Slow Motion Bias

Beth Mole covers a new study that shows that “slow motion might actually muddle” our perception of premeditation:

To see if artificially lengthened footage can alter perceptions, the researchers showed 489 volunteers a similar five-second video clip of an armed robbery that ended with a robber shooting a sales clerk. Participants watched the clip at either regular or slowed speed. Those who watched the slowed version were significantly more likely to believe the shooter intended to kill. When the researchers plugged their data into a simulation of 1,000 12-person juries, they estimated that if all 1,000 juries watched the regular speed video, 39 would give a unanimous guilty verdict. But, if the juries watched the slow motion version, 150 of them would give a unanimous guilty verdict.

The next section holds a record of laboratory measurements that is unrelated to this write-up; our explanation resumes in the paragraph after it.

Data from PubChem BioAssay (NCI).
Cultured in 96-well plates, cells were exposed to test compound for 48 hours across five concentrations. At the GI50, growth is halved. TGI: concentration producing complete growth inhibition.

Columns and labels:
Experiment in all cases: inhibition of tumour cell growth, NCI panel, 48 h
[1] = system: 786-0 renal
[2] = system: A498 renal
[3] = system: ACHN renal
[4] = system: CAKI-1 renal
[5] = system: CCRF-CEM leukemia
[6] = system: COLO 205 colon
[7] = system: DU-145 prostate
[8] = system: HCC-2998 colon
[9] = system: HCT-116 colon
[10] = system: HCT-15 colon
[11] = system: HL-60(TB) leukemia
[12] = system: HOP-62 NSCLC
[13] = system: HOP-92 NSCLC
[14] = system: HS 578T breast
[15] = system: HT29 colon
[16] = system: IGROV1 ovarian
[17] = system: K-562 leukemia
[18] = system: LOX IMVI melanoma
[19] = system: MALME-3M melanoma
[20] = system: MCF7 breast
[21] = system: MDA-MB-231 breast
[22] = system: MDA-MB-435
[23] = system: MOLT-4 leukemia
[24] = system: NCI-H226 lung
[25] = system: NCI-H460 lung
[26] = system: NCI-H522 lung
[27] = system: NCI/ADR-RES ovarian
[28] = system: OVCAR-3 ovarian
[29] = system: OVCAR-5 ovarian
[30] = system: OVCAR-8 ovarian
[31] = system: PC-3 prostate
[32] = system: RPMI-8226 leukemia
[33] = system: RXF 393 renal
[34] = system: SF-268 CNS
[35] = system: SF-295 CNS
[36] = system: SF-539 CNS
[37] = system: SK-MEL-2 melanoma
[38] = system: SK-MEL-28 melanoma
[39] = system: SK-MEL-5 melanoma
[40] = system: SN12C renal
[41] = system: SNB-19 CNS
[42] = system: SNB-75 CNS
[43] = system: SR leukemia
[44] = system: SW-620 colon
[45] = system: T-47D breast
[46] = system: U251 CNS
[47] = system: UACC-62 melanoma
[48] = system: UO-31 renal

Can we accept the finality of the death penalty, knowing that jurors’ decisions can be swayed by something as subtle as the speed of a video?

I don’t think so.

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